Show us the colour of your money, Real Madrid

Posted by John Crace

Over the past few seasons, Spurs have rather looked like they were playing catch-up in the transfer market, holding out too long for nonexistent bargains and failing to fill key positions as a result. But credit where credit is due: Whether Gareth Bale moves to Real Madrid or stays at White Hart Lane, Tottenham's management team has played a blinder over this particular transfer saga.

First the facts. Some Spurs fans have refused to countenance the possibility that the Welshman wants to leave the club and have put down every rumour to mischief-making by unreliable reporters with too much space to fill. Untrue. The speculation may have been overdone at times, but Bale does want to leave. His head may have been turned both by his agent and by the sweet-talking from the Bernabeu, but it has been turned. He believes his time has come to cash in. In simple financial terms, he is absolutely right. His price may never be as high again. Daniel Levy and the Spurs board haven't been playing some imaginary game of high-stakes poker with their biggest asset. It's been the real deal throughout, and they've won almost every hand.

- Rigg: Bale saga rumbles on
- Madrid chief: €100m a lot for Bale
- Gareth Bale could cost £200m

Critical to this has been the signings of Paulinho, Nacer Chadli and Roberto Soldado. For once, Spurs have moved relatively early in the transfer market, and it's kept them well ahead of the game. Not just because the squad has had time to settle in and get to know one another, but because it has meant that Levy couldn't be put under any pressure by Real Madrid as Spurs already had a far stronger squad than the previous season, regardless of whether Bale stayed.

Sure, the squad would be better with Bale on it -- and everyone connected with Spurs would rather the Welshman stayed -- but it's perfectly strong enough. Spurs didn't need to worry about Bale leaving the club near transfer deadline day followed by a last-minute scrabble for a few replacements, because the replacements had already been found.

All of this meant that Levy could hold out for exactly what he wanted. Predictably, he has chosen to play hardball and hold out for £100 million, but the real genius in the proceedings has been the Spurs director, Sir Keith Mills, who earlier this week said: "We very much want Bale to stay, but if a player is desperate to leave, it's very difficult to force him to stay. We've seen it in other clubs. Even if he has a contract, you can't force somebody to play for you."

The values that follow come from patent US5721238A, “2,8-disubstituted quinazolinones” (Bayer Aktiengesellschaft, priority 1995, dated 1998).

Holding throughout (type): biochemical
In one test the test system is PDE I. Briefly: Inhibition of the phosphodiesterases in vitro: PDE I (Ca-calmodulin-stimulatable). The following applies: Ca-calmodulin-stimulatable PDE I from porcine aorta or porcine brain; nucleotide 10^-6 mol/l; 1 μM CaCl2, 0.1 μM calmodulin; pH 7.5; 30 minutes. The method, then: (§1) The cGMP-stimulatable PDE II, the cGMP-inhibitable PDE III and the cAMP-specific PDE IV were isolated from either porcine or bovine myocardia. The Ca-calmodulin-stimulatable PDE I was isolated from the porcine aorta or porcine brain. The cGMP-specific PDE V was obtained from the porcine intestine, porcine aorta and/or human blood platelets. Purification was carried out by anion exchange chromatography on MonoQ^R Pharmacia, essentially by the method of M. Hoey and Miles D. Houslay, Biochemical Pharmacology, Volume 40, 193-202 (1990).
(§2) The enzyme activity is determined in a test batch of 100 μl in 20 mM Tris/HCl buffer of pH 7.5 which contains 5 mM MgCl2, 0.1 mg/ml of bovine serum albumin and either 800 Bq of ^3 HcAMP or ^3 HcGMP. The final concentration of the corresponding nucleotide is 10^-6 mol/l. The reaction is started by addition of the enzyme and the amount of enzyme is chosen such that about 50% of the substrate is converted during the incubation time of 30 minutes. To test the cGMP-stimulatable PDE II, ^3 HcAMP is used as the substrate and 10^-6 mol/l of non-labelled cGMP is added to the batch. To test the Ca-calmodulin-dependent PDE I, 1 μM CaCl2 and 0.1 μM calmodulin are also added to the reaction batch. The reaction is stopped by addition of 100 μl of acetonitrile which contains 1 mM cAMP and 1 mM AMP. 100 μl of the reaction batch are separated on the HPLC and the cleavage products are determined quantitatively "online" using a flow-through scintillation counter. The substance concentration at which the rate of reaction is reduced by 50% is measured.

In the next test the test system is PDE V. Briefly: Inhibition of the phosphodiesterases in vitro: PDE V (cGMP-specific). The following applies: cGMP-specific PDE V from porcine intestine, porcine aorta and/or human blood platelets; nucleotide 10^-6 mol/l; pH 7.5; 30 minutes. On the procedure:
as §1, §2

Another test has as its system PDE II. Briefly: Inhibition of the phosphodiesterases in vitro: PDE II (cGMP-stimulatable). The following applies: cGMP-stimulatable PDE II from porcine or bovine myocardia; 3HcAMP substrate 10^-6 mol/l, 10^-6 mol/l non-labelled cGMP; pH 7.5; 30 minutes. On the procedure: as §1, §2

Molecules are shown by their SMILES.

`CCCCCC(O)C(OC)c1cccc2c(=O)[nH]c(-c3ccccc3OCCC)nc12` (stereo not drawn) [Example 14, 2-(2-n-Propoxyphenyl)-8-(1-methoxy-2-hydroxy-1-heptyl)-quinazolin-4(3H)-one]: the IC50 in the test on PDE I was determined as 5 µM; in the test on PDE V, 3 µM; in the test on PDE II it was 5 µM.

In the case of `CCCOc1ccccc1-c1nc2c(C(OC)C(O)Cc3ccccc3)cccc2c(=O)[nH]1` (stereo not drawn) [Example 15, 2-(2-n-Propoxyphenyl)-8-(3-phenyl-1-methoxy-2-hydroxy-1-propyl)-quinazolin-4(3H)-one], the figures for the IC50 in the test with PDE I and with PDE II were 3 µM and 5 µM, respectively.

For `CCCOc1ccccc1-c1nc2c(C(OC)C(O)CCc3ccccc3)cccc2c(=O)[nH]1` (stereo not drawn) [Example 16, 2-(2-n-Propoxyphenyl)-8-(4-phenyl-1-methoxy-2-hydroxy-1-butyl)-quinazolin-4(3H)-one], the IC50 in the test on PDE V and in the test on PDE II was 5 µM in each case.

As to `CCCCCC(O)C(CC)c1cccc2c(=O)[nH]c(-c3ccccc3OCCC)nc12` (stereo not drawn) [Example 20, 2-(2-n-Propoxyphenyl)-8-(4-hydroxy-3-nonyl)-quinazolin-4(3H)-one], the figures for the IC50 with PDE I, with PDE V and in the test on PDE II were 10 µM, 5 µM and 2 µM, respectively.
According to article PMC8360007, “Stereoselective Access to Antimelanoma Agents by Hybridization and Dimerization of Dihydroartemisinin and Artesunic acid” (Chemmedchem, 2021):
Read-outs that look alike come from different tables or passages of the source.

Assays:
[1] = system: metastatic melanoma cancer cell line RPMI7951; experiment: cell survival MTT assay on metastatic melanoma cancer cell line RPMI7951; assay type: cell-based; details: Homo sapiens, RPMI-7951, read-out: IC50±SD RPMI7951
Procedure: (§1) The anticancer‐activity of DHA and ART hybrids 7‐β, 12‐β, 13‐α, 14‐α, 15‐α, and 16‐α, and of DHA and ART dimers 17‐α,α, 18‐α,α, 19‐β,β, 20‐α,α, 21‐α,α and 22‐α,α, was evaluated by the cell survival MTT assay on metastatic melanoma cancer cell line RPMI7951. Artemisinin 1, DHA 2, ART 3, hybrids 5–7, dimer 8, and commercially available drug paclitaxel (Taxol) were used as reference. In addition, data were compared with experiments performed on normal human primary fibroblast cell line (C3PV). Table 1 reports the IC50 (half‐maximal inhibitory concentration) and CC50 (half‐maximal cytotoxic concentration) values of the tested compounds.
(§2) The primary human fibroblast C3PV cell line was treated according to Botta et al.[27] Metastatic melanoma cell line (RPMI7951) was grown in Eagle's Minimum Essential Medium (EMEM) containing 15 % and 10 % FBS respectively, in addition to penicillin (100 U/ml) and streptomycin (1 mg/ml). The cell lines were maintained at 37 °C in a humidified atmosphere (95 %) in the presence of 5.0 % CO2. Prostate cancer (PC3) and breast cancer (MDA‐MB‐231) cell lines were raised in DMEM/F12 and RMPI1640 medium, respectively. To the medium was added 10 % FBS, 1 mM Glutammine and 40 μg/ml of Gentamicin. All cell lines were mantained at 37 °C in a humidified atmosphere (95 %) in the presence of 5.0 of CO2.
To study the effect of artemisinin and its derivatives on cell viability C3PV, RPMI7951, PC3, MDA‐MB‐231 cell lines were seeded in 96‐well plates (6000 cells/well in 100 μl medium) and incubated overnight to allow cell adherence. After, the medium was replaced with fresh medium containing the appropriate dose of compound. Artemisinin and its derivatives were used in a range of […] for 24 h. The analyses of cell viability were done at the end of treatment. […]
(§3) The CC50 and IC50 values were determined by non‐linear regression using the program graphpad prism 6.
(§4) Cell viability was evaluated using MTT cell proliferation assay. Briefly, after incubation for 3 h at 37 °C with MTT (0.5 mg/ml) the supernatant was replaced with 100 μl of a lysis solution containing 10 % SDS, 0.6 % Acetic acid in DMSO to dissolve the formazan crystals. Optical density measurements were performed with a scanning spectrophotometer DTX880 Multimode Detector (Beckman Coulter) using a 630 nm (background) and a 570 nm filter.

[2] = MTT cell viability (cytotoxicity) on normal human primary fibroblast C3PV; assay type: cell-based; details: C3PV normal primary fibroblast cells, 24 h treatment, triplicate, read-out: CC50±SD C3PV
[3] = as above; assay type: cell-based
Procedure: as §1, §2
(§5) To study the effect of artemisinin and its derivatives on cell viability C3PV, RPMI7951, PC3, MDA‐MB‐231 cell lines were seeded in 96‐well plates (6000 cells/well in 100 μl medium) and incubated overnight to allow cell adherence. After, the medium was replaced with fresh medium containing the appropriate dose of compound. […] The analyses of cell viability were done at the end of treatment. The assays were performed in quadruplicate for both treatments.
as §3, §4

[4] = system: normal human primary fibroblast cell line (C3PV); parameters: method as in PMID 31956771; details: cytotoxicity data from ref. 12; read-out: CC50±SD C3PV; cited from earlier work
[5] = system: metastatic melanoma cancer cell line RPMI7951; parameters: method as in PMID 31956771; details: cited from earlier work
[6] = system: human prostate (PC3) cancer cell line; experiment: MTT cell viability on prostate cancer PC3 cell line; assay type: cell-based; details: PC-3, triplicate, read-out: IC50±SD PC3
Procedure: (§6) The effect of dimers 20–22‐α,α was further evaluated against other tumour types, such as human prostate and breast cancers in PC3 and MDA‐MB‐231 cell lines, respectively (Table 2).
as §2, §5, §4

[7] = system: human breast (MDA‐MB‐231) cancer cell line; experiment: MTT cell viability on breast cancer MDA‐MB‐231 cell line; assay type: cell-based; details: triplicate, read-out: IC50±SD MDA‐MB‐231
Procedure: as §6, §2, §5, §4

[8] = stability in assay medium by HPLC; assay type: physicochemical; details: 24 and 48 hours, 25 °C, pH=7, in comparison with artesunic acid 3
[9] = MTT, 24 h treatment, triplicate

How much more gracious can you get? "We're not stopping a player going anywhere." It's the first time in decades that Spurs have appeared utterly reasonable in a transfer negotiation.

No wonder Real Madrid are looking somewhat wrong-footed. They are now the party that has to put up or shut up. Spurs' position is utterly clear. The club wants Bale to stay but won't be obstructive if he really wants to go and Real pay the going rate.

Bale wants to go, so it's up to the Spanish club to find the cash. Not some long-term installment plan -- Real still haven't finished paying off Spurs for Luka Modric -- but real money. Or real money and a prized asset, such as their 20-year-old striker Alvaro Morata. If Real's first offer was £85 million -- an absurdly high figure, but they chose to offer it -- why wouldn't Levy test their resolve to see if a second, even more absurdly high figure will be forthcoming?

The other piece of brilliance in Mills' remarks is the pressure it puts on Bale. He can't moan to anyone that he's being forced to stay at the club against his will. Spurs have taken the moral high ground. There's a sentence I never thought I'd write.

What's more, Bale is going to have to be gracious from now on. He can't afford to have a Modric-style sulk. Modric could get away with it because he had nothing really invested in Spurs or the U.K. Bale does. Part of his appeal has been the way he has actively engaged with the Spurs fans, and even if he does go to Madrid at some point, he will eventually come back to live in the U.K.

So he doesn't want to get a reputation for being a bit of a prima donna. He's made his case to leave, as he is entitled to. Now he has to knuckle down and accept whatever outcome transpires. He can't get away with too much more diva-ish "I can't play because my head isn't right" nonsense. Not least because if Spurs start looking like a winning team without him, then his value to Real might start going down rapidly.

My bet just now? I don't think Real will come up with the money. So Bale will stay, and Levy will end up smelling of roses. You would have got good odds on that particular double a fortnight ago.


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